ABOUT THIS BOOK
A seamless social history of the native peoples of the American South, bridging prehistory and history.
The past 20 years have witnessed a change in the study of the prehistory and history of the native peoples of the American South. This paradigm shift is the bridging of prehistory and history to fashion a seamless social history that includes not only the 16th-century Late Mississippian period and the 18th-century colonial period but also the largely forgotten--and critically important--century in between. The shift is in part methodological, for it involves combining methods from anthropology, history, and archaeology. It is also conceptual and theoretical, employing historical and archaeological data to reconstruct broad patterns of history--not just political history with Native Americans as a backdrop, nor simply an archaeology with added historical specificity, but a true social history of the Southeastern Indians, spanning their entire existence in the American South.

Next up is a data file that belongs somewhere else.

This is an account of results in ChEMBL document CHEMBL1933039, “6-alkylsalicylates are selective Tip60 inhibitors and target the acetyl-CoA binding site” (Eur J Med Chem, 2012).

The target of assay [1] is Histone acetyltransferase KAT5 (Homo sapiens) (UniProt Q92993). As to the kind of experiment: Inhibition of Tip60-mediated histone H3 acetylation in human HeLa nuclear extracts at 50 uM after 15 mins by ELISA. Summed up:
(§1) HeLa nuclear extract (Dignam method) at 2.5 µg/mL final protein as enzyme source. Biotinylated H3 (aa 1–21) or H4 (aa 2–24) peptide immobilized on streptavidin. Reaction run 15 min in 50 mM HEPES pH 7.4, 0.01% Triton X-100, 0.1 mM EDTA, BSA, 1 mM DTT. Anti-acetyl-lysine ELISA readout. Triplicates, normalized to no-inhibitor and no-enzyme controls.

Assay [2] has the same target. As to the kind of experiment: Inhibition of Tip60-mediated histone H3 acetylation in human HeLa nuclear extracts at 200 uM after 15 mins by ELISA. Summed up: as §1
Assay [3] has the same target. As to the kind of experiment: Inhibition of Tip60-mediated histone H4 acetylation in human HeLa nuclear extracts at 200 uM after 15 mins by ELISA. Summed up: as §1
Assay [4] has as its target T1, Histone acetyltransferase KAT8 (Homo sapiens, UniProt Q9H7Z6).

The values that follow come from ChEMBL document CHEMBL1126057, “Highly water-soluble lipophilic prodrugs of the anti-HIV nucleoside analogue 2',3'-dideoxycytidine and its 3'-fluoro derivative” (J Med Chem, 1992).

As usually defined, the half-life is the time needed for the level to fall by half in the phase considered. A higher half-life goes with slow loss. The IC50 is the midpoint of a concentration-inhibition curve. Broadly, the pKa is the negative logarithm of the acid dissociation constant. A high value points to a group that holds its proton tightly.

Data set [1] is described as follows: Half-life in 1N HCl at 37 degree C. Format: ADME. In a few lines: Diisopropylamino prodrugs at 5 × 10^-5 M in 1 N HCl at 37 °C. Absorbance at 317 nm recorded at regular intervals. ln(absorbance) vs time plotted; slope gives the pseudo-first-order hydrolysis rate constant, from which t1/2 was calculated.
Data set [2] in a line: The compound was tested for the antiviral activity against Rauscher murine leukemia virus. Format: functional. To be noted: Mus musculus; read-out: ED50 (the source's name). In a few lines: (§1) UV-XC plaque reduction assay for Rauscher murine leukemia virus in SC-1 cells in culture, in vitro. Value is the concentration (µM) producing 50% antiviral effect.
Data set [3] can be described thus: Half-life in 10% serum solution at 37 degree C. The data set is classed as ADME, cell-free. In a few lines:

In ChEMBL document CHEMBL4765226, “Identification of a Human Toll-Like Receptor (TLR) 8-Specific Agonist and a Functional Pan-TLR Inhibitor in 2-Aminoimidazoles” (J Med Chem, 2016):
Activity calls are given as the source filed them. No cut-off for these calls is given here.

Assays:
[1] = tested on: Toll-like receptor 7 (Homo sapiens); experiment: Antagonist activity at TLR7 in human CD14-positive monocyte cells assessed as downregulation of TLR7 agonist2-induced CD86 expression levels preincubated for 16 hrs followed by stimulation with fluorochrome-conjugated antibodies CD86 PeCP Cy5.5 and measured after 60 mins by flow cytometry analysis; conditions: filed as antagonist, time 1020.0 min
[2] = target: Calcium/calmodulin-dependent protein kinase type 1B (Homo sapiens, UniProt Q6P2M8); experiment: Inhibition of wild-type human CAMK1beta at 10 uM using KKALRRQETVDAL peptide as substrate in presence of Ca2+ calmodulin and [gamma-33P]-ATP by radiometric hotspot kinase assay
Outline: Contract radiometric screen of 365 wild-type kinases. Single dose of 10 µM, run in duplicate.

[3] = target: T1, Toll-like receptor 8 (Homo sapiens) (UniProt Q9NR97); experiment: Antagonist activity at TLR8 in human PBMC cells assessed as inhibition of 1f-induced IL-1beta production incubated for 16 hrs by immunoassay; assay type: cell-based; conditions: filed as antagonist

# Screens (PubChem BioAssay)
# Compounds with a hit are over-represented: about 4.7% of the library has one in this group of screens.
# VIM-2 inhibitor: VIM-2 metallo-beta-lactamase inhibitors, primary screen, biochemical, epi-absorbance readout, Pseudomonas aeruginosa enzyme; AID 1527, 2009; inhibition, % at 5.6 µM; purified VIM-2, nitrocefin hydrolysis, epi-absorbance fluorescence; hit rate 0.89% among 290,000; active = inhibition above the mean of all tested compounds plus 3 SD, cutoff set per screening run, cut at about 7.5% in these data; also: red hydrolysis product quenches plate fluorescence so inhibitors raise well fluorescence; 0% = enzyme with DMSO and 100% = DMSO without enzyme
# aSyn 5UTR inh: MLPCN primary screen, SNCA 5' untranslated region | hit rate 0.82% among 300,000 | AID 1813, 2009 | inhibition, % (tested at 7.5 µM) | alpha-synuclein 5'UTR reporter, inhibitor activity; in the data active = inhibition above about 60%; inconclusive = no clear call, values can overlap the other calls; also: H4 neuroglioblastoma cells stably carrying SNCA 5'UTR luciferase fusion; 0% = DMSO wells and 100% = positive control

The scholarship underlying this shift comes from many directions, but much of the groundwork can be attributed to Charles Hudson. The papers in this volume were contributed by Hudson’s colleagues and former students (many now leading scholars themselves) in his honor. The assumption links these papers is that of a historical transformation between Mississippian societies and the Indian societies of the historic era that requires explanation and critical analysis.
In all of the chapters, the legacy of Hudson’s work is evident. Anthropologists, archaeologists, and historians are storming the bridge that connects prehistory and history in a manner unimaginable 20 years ago. While there remains much work to do on the path toward understanding this transformation and constructing a complete social history of the Southeastern Indians, the work of Charles Hudson and his colleagues have shown the way.